Lord Mance gave the leading judgment and concluded that it was a necessary legal consequence of the Scheme implied into the parties’ contractual relationship that Aspect must have a directly enforceable right to recover any overpayment, once the dispute has been finally determined. He therefore found there was an implied term but not that argued by Aspect.

As Aspect’s cause of action arose from the payment and was only for repayment, Lord Mance decided that the claim could be brought at any time within six years after the date of payment.

Higgins argued that this analysis led to Aspect having the advantage of being able to bring proceedings to try to recover all or part of the money paid pursuant to the adjudicator’s decision but that left Higgins disadvantaged because it could not pursue the balance of its original claim. Higgins’ argued that it should have a fresh limitation period for bringing a claim in respect of the balance which the adjudicator refused to award but that argument was rejected. Lord Mance found that this result arose because of Higgins’ failure to seek to have the claim finally decided by legal proceedings in the six year period since the claim first arose. If it had wanted to ensure finality then it was open to it to start such proceedings or to obtain Aspect’s agreement that the decision was to be treated by the parties as final and binding.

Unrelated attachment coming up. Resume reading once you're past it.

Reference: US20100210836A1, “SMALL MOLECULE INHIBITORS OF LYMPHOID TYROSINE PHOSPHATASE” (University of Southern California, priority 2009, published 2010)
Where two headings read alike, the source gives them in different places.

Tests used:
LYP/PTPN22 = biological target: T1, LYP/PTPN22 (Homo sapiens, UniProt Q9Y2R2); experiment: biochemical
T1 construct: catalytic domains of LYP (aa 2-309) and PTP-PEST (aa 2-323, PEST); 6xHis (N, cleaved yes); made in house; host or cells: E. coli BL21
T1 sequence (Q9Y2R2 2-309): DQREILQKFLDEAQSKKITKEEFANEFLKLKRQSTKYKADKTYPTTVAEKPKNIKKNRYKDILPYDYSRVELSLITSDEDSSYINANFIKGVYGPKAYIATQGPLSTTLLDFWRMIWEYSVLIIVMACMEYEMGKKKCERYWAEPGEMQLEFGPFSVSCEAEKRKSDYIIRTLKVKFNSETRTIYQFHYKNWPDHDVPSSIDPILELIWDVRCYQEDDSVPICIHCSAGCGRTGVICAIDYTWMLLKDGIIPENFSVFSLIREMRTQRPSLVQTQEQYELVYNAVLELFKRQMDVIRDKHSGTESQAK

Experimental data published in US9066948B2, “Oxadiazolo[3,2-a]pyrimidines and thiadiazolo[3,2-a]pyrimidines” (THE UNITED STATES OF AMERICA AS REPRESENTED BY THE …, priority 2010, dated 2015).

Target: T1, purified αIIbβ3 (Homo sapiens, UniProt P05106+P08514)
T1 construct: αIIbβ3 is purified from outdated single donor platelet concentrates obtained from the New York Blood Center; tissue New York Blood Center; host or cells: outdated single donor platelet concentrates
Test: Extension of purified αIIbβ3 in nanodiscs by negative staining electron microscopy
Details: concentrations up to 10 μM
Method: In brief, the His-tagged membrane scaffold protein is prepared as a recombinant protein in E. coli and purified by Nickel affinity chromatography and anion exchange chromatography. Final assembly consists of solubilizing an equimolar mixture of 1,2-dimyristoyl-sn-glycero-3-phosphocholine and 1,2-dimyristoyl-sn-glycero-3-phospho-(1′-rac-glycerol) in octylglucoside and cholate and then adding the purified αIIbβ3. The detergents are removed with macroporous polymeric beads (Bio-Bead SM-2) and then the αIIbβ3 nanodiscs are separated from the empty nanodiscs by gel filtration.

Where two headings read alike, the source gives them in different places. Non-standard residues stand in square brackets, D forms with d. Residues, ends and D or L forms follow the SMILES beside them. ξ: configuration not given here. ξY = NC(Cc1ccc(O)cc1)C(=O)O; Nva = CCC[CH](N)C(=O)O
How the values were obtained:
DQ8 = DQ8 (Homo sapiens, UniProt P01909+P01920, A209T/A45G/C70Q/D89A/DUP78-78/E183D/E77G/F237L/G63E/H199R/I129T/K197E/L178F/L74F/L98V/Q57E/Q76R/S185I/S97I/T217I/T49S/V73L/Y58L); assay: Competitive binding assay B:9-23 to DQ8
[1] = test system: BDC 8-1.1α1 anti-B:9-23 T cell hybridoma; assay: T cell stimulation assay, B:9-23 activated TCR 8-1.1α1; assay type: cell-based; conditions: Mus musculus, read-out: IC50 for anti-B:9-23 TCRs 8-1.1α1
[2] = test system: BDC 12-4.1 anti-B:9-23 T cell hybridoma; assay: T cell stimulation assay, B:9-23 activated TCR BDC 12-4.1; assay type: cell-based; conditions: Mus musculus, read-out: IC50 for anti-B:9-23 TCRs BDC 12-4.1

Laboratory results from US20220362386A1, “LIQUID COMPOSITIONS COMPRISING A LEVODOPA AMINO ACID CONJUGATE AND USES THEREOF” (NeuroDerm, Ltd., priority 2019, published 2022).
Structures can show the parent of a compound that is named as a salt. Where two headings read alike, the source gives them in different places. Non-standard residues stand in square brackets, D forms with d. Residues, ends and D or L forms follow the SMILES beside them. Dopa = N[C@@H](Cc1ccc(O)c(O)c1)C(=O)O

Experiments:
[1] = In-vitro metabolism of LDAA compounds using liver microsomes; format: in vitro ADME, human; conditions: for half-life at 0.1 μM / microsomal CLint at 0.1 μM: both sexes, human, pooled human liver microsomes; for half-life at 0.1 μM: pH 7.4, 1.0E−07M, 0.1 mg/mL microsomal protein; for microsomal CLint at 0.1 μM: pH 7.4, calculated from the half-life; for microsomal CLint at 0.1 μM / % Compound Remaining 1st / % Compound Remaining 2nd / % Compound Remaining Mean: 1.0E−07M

In bringing a claim for recovery of an overpayment Lord Mance confirmed that the court would look at the substantive merits of the whole dispute. The parties are not confined to those matters which the adjudicator decided in their favour and the responding party is entitled to ask the court to reconsider and determine the justification for its defence on its merits.